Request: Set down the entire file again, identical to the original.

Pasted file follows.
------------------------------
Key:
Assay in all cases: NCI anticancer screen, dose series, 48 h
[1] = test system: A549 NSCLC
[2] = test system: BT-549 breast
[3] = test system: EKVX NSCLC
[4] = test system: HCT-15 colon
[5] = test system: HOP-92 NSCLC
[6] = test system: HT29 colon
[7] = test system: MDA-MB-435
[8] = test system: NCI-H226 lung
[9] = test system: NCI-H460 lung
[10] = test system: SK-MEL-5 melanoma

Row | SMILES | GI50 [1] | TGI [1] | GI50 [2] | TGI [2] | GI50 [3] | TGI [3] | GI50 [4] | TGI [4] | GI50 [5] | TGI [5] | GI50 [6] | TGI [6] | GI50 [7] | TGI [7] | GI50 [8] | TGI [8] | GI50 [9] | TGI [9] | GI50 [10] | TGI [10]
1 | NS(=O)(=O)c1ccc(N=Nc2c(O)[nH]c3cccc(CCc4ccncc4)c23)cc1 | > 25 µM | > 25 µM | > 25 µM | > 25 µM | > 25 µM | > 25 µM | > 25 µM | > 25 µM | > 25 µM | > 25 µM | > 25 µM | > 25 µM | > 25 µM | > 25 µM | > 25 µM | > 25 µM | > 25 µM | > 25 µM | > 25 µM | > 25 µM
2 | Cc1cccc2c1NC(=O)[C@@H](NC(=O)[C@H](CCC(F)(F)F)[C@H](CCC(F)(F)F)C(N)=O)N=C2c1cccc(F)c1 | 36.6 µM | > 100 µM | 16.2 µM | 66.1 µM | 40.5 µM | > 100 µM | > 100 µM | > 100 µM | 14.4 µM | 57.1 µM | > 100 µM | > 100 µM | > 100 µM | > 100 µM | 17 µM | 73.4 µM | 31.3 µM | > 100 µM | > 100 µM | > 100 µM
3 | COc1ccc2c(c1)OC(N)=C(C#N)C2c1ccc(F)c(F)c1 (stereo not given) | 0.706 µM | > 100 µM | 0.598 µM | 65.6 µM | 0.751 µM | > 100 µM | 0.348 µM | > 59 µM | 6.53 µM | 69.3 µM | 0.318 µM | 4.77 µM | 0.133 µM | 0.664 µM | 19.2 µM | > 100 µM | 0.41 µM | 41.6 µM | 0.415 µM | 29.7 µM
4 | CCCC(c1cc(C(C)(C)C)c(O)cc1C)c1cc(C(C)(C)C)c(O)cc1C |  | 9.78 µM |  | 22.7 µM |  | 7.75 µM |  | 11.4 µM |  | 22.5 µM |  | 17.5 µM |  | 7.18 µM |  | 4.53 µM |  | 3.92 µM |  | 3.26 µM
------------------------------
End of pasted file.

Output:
Key:
Assay in all cases: NCI anticancer screen, dose series, 48 h
[1] = test system: A549 NSCLC
[2] = test system: BT-549 breast
[3] = test system: EKVX NSCLC
[4] = test system: HCT-15 colon
[5] = test system: HOP-92 NSCLC
[6] = test system: HT29 colon
[7] = test system: MDA-MB-435
[8] = test system: NCI-H226 lung
[9] = test system: NCI-H460 lung
[10] = test system: SK-MEL-5 melanoma

Row | SMILES | GI50 [1] | TGI [1] | GI50 [2] | TGI [2] | GI50 [3] | TGI [3] | GI50 [4] | TGI [4] | GI50 [5] | TGI [5] | GI50 [6] | TGI [6] | GI50 [7] | TGI [7] | GI50 [8] | TGI [8] | GI50 [9] | TGI [9] | GI50 [10] | TGI [10]
1 | NS(=O)(=O)c1ccc(N=Nc2c(O)[nH]c3cccc(CCc4ccncc4)c23)cc1 | > 25 µM | > 25 µM | > 25 µM | > 25 µM | > 25 µM | > 25 µM | > 25 µM | > 25 µM | > 25 µM | > 25 µM | > 25 µM | > 25 µM | > 25 µM | > 25 µM | > 25 µM | > 25 µM | > 25 µM | > 25 µM | > 25 µM | > 25 µM
2 | Cc1cccc2c1NC(=O)[C@@H](NC(=O)[C@H](CCC(F)(F)F)[C@H](CCC(F)(F)F)C(N)=O)N=C2c1cccc(F)c1 | 36.6 µM | > 100 µM | 16.2 µM | 66.1 µM | 40.5 µM | > 100 µM | > 100 µM | > 100 µM | 14.4 µM | 57.1 µM | > 100 µM | > 100 µM | > 100 µM | > 100 µM | 17 µM | 73.4 µM | 31.3 µM | > 100 µM | > 100 µM | > 100 µM
3 | COc1ccc2c(c1)OC(N)=C(C#N)C2c1ccc(F)c(F)c1 (stereo not given) | 0.706 µM | > 100 µM | 0.598 µM | 65.6 µM | 0.751 µM | > 100 µM | 0.348 µM | > 59 µM | 6.53 µM | 69.3 µM | 0.318 µM | 4.77 µM | 0.133 µM | 0.664 µM | 19.2 µM | > 100 µM | 0.41 µM | 41.6 µM | 0.415 µM | 29.7 µM
4 | CCCC(c1cc(C(C)(C)C)c(O)cc1C)c1cc(C(C)(C)C)c(O)cc1C |  | 9.78 µM |  | 22.7 µM |  | 7.75 µM |  | 11.4 µM |  | 22.5 µM |  | 17.5 µM |  | 7.18 µM |  | 4.53 µM |  | 3.92 µM |  | 3.26 µM